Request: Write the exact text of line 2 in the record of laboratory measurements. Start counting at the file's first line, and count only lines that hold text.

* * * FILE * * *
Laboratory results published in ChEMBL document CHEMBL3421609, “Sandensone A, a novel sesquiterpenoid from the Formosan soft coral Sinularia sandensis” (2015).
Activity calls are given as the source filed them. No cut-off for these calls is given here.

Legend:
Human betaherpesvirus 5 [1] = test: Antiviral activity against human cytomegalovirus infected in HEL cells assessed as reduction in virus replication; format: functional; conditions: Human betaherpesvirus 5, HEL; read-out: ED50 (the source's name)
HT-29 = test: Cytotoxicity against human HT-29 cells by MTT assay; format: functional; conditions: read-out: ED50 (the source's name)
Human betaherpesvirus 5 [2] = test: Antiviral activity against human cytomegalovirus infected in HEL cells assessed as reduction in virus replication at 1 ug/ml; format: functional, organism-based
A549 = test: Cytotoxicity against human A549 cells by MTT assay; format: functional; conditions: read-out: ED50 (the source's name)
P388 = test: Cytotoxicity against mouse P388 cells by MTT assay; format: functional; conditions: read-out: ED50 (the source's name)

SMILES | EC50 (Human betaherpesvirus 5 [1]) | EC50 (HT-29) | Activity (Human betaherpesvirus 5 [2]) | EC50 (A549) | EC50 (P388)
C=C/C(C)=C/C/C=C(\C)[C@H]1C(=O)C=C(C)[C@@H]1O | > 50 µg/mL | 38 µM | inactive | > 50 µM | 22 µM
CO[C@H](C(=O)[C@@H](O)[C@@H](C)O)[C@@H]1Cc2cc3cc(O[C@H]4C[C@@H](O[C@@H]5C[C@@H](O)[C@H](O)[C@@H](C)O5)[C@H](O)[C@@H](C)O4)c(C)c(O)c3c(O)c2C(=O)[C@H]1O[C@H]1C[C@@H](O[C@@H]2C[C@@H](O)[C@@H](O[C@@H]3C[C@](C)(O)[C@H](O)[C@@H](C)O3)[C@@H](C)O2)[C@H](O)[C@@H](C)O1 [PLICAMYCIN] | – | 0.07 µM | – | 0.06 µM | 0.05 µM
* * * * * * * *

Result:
Activity calls are given as the source filed them. No cut-off for these calls is given here.